Fable II Pub Games

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Fable II Pub Games
Fablepubgamescover.jpg
Developer(s) Carbonated Games[1]
Lionhead Studios
Publisher(s) Xbox Live Productions
Microsoft Game Studios
Series Fable
Platform(s) Xbox 360 (XBLA)
Release date(s) August 13, 2008[2]
Genre(s) Pub games
Mode(s) Single-player
Distribution Download

Fable II Pub Games is an Xbox Live Arcade title that includes three pub game-styled minigames called Keystone, Fortune's Tower and Spinnerbox for the Xbox 360, developed by Carbonated Games under the supervision of Lionhead Studios, which all share functionality with Fable II.[3] The games are included in both editions of Fable II. Fable II Pub Games was also free for those who pre-ordered Fable II from participating retailers.[2]

Fable II[edit]

The Pub Games offer players a chance to win money and items for their Fable II character, to be given to them once their character has reached adulthood. For every piece of gold won in the tournament section of Pub Games, a piece of gold is added to the Fable II character's wallet, giving players a chance to have a rich character from the start of the game. Conversely, if the player accumulates debt in the Pub Games, negative consequences will befall their character. Fifteen unique items can also be won in the Pub Games' tournaments, ranging from weapons to clothing or tattoos that can be used by their Fable II character.[4]

Gameplay[edit]

Pub Games consists of three different casino-style games, of which only low-stakes versions can be played from the start. For every piece of gold the player bets on these games, they earn experience points that can be used to unlock higher-stakes versions and Fable II concept art. Tournaments for these games are also unlocked, giving players an opportunity to win items by competing with computer-controlled opponents.[4]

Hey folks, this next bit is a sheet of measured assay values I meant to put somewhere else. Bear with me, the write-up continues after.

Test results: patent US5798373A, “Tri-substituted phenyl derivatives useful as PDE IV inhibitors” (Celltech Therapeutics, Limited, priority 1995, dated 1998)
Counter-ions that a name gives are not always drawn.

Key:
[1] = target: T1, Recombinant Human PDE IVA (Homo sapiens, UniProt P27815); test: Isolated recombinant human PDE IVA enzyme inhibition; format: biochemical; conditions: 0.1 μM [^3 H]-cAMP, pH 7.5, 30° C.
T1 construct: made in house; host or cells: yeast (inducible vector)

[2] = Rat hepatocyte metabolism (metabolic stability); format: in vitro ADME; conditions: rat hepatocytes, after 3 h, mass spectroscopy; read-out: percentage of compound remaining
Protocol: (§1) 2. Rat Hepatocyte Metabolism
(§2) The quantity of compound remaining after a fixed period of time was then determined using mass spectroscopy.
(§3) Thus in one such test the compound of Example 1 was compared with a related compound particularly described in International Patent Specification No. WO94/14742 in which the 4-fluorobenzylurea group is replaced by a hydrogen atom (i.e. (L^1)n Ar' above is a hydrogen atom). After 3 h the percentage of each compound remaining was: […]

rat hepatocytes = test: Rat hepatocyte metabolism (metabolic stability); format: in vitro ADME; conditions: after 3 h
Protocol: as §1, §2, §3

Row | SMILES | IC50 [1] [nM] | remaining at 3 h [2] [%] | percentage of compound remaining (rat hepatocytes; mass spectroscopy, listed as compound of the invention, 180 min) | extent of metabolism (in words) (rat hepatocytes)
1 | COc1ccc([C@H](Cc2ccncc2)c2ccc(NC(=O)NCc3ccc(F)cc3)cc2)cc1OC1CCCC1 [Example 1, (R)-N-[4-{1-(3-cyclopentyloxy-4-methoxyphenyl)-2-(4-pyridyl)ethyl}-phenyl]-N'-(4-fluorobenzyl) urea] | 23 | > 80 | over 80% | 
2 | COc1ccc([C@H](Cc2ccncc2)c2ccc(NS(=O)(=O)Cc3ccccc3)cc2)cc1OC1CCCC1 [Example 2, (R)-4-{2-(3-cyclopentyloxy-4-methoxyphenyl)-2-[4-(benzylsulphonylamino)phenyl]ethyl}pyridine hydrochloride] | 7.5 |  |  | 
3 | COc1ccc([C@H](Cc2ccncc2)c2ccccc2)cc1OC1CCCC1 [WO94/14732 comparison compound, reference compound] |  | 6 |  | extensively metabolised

Fortune's Tower[edit]

Fortune's Tower.

Fortune's Tower is a card game utilizing a deck with multiples of the number one through seven. After players make an ante of a multiple of fifteen, they are dealt one face down "Gate" card and two face up cards on top of it. The player can choose to take the sum value of the row of two cards, or be dealt three new cards on top of the other two. The cycle repeats until an eighth row is created, at which point the player automatically receives a payout. If the player chooses to end the game before then the game automatically deals the rest of the cards to see what the outcome would have been. A pay multiplier can be activated if all the cards in a row are the same number (called a "Set"), which multiplies the bet by the number of cards in the row (a row of two threes causes the bet to double). Multiple Sets are not cumulative - the highest multiplier counts alone.

If a card is dealt atop a card of the same value, a game-ending condition known as "Misfortune" occurs. There are three "saves" that may avert a game ending with Misfortune: the Gate card will automatically replace the first Misfortune—if the Gate card is not the same number as the card it replaces, and there are no other Misfortunes in the current row of cards, the game can continue, one of four "Hero" cards may be dealt during the course of the game, which saves all cards in the row it is dealt to from Misfortune, and a Set will remove any Misfortunes as well.

If the player completes the Tower without using a Gate card, the player receives a Jackpot, which gives him the total of all the rows, which is then multiplied if a Set is present. [2]